The more stable the cashflows, the lower is the default risk in the firm. Firms that

operate in predictable and stable businesses will have lower default risk than will
otherwise similar firms that operate in cyclical and/or volatile businesses, for the
same level of indebtedness.
The more liquid a firm™s assets, for any given level of operating cashflows and

financial obligations, the less default risk in the firm.
For as long as there have been borrowers, lenders have had to assess default risk.
Historically, assessments of default risk have been based on financial ratios to measure
the cashflow coverage (i.e., the magnitude of cashflows relative to obligations) and
control for industry effects, to capture the variability in cashflows and the liquidity of

18 Financial obligation refers to any payment that the firm has legally obligated itself to make, such as
interest and principal payments. It does not include discretionary cashflows, such as dividend payments or
new capital expenditures, which can be deferred or delayed, without legal consequences, though there may
be economic consequences.

Default Risk and Interest rates
When banks did much of the lending to firms, it made sense for banks to expend
the resources to make their own assessments of default risk, and they still do for most
lenders. The advent of the corporate bond market created a demand for third party
assessments of default risk on the part of bondholders. This demand came from the need
for economies of scale, since few individual bondholders had the resources to make the
assessment themselves. In the United States, this led to the growth of ratings agencies
like Standard and Poor™s and Moody™s which made judgments of the default risk of
corporations, using a mix of private and public information, converted these judgments
into measures of default risk (bond rating) and made these ratings public. Investors
buying corporate bonds could therefore use the bond ratings as a shorthand measure of
default risk.

The Ratings Process
The process of rating a bond starts when a company requests a rating from the
ratings agency. This request is usually precipitated by a desire on the part of the company
to issue bonds. While ratings are not a legal pre-requisite for bond issues, it is unlikely
that investors in the bond market will be willing to buy bonds issued by a company that is
not well known and has shown itself to be unwilling to put itself through the rigor of a
bond rating process. It is not surprising, therefore, that the largest number of rated
companies are in the United States, which has the most active corporate bond markets,
and that there are relatively few rated companies in Europe, where bank lending remains
the norm for all but the largest companies.
The ratings agency then collects information from both publicly available sources,
such as financial statements, and the company itself, and makes a decision on the rating.
If it disagrees with the rating, the company is given the opportunity to present additional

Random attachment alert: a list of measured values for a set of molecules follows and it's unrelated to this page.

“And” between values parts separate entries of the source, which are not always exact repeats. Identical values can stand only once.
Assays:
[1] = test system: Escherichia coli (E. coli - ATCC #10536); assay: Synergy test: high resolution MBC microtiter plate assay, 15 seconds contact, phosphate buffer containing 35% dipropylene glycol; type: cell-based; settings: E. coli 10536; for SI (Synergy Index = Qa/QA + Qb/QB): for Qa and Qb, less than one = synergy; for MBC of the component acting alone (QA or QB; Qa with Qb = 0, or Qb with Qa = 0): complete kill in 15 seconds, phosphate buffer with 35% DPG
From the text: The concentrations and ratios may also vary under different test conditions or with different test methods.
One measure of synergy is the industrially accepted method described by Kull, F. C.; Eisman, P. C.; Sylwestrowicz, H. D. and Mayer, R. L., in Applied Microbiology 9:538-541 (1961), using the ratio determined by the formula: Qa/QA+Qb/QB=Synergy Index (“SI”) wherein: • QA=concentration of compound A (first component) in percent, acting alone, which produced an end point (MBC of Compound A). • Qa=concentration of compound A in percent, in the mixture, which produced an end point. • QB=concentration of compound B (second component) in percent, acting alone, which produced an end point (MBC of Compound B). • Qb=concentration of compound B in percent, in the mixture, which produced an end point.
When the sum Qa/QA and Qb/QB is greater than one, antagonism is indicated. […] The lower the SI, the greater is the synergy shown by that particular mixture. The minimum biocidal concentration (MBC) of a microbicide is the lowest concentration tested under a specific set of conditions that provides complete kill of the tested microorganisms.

information. This process is presented schematically for one ratings agency, Standard
and Poors (S&P), in Figure 3.9:

Issuer or Requestor
S&P assigns Analysts
authorized completes S&P
analytical research S&P
representative rating request form
team to issue library,
request rating and issue is
internal files
entered into S&P's
and data bases
administrative and
control systems.

Final Analytical Issuer meeting:
review and presentation to
preparation S&P personnel
of rating or
committee S&P personnel
presentation tour issuer

Presentation of Notification of Does issuer Format
wish to appeal No
the analysis to the rating decision notification to
S&P rating to issuer or its by furnishing issuer or its
commitee authorized additional authorized
Discussion and representative information? representative:
vote to determine Rating is
rating Yes released

Presentation of
information to
S&P rating
Discussion and
vote to confirm
or modify rating.

The ratings assigned by these agencies are letter ratings. A rating of AAA from Standard
and Poor™s and Aaa from Moody™s represents the highest rating granted to firms that are
viewed as having the lowest default risk. As the default risk increases, the ratings
decrease toward D for firms in default (Standard and Poor™s). Table 3.1 provides a
description of the bond ratings assigned by the two agencies.
Table 3.1: Index of Bond Ratings
Standard and Poor's Moody's
AAA The highest debt rating assigned. Aaa Judged to be of the best quality
The borrower's capacity to repay with a small degree of risk.
debt is extremely strong.
AA Capacity to repay is strong and Aa High quality but rated lower than
differs from the highest quality Aaa because margin of protection

only by a small amount. may not be as large or because
there may be other elements of
long-term risk.
A Has strong capacity to repay; A Bonds possess favorable
Borrower is susceptible to adverse investment attributes but may be
effects of changes in circumstances susceptible to risk in the future.
and economic conditions.
BBB Has adequate capacity to repay, but Baa Neither highly protected nor poorly
adverse economic conditions or secured; adequate payment
circumstances are more likely to capacity.
lead to risk.
BB,B, Regarded as predominantly Ba Judged to have some speculative
CCC, speculative, BB being the least risk.
CC speculative andd CC the most. B Generally lacking characteristics of
a desirable investment; probability
of payment small.
D In default or with payments in Caa Poor standing and perhaps in
arrears. default.
Ca Very speculative; often in default.
C Highly speculative; in default.

In Practice: Investment Grade and Junk Bonds
While ratings can range from AAA (safest) to D (in default), a rating at or above
BBB by Standard and Poor™s (Baa for Moody™s) is categorized as investment grade,
reflecting the view of the ratings agency that there is relatively little default risk in
investing in bonds issued by these firms. Bonds rated below BBB are generally
categorized as junk bonds or as high-yield bonds. While it is an arbitrary dividing line, it
is an important one for two reasons. First, many investment portfolios are restricted from